In the last post, I talked about how the portfolio has performed. With the continued selling, the performance has drifted lower over the past week and portfolio is now -22% down for the year and 23% up since inception in 2020.

Now let’s take a look at how the individual counters have contributed to the above numbers.

2022 Top and Bottom 5

By Percentage

As expected, the percentage dropped by the losers are much more than the percentage gained by the winners. Surprisingly, Sheng Siong was able to perform better than the banks. Capitaland China Trust made it to the list primarily due to the dividend. The Hour Glass has its up and down but managed to squeeze into top 5 ahead of HRnetGroup.

All the bottom 5 come from the US market. The market had gone from overly optimistic about their growth in 2021 to overly pessimistic in 2022, hence the large drop for the year. Another interesting observation is that despite the selldown of Reits in the second half of the year, none of them made it to the bottom 5. The volatility of Singapore counters definitely pales as compared to US counters.

By Absolute Value

The list looks slightly different when ranked by absolute values. Sheng Siong and the banks remain in the Top 5 but surprise surprise FLGT and TTD actually squeezed into the list! A check shows that they were divested in February and April respectively before the carnage. *Hiak* If only I was more decisive then, I would have a better return.

The bottom 5 are familiar names in my portfolio. iFAST, Micro-Mechanics and Parkwaylife were in the top 5 in 2020 and 2021. If only I have sold them last year? Maybe but these are companies that I am familiar with and the reasons for my investment in them have not changed, so I don’t regret holding on to them (I did partially sold some iFAST last year). I also have no qualm holding on to Mapletree Industrial Trust and Shopify. They will do well eventually.

With the exception of SHOP, none of the bottom 5 based on percentage appears in the absolute values list. This is simply because of small position size. I invested in them for their potential growth but it might not turn out that way. So it is better to build up the position slowly along the way. If I am right, it will grow into a sufficiently large position but if I am wrong, the loss would be minimised.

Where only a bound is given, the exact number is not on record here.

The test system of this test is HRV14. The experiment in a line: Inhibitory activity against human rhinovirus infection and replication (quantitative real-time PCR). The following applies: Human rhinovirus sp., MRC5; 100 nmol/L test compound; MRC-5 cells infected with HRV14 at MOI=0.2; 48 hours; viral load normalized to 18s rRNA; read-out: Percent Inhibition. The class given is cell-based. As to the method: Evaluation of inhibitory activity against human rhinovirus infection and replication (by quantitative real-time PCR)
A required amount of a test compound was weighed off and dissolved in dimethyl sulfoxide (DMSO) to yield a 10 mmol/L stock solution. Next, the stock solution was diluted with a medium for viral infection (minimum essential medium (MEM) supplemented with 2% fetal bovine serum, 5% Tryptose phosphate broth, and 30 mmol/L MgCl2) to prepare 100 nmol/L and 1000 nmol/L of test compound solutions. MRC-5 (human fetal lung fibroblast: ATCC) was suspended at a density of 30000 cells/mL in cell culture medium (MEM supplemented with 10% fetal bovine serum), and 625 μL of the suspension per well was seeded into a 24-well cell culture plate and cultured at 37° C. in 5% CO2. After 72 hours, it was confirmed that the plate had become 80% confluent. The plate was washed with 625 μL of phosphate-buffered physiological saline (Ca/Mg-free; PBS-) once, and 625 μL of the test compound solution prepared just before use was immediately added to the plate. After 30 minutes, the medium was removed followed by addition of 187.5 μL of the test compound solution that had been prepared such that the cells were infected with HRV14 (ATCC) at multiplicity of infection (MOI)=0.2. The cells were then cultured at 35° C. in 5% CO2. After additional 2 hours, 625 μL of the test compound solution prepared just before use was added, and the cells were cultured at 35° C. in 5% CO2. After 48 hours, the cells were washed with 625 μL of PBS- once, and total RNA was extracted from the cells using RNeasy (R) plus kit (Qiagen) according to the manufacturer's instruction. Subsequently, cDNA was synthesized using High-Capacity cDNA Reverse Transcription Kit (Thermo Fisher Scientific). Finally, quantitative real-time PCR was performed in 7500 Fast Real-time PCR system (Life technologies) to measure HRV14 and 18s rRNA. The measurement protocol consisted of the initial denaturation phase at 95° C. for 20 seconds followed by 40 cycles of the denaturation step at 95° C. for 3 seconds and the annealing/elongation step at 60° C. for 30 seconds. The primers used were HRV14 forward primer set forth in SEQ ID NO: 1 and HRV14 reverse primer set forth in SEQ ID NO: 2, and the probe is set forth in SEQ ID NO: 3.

Top and Bottom 5 Since Inception (2020 to 2022)

These are the numbers that I am more interested in. It takes time for investment to bear fruit and a 3-yr period serves as a good initial check point. Including realised amount and dividend, twenty counters are in the green, with sixteen in the red. Not ideal but with a larger individual gain than loss, the portfolio continues to stay green for the moment. At the time of writing, portfolio TWRR is 22.8% during this period which is equivalent to 7.1% annualised return. In terms of XIRR, it is at 8.0%.

By Percentage

The top 5 has a good mix of growth and income counters. iFAST definitely plays a major part in boosting the return of the portfolio despite current year’s weakness. I am glad that investment in ANET turns up well too and getting a 55% from AAPL speaks volume as it shows that one can still get good return in investing in a mammoth! I invested in Micro-Mechanics and UMS for dividend and am fortunate that the two have benefitted from the demand surge for semi-conductor in the past few years.

On the other end, these are companies which I still think will do well in the long term. Again with the exception of SHOP, their position size is small and the large loss in percentage is beatable from a portfolio’s perspective. I still like the business model of SHOP and am confident that it will come around in the future. What I could probably do better is to build up my position slower.

By Absolute Value

The gain from iFAST dwarfs the rest, so it is more of an exception than the norm. The other counters show a low 5-figure return over 3 years which is satisfactory. Without leverage, the loss can be controlled by position size. So I am glad that has limited the maximum loss from each counter and I believe that in a way has resulted on average, smaller absolute loss as compared to absolute gain.

Just in case you are wondering what happens to the Reits which occupied about 30% of my portfolio? It hasn’t been the best of time for them in the past year. Nonetheless the consistent dividend payout has compensated the capital reduction since the inception of this portfolio. The table below summarises the absolute gain or loss.

REITsGain/Loss (include realised & dividend)*
Capitaland Ascendas REIT+ $1.1k
Capitaland China Trust– $3.8k
Frasers Centrepoint Trust– $4.1 k
Frasers Logistics and Commercial Trust– $0.8k
Mapletree Industrial Trust– $4.4k
Mapletree Logistics Trust– $2.7k
Mapletree Pan Asia Commercial Trust– $5.1k
Parkwaylife REIT+ $8.1k

* I have CLCT, FCT, MINT, MPACT and PLife for longer than 3 years and all 5 are still in the green.

While borrowing cost will increase, I think the managers can mitigate the impact once interest rate stabilises. I am just going to hold on to what I have and I am hopeful that with a few more years of dividend, all of them will be in the green for this portfolio.

Merry Christmas and enjoy the week ahead!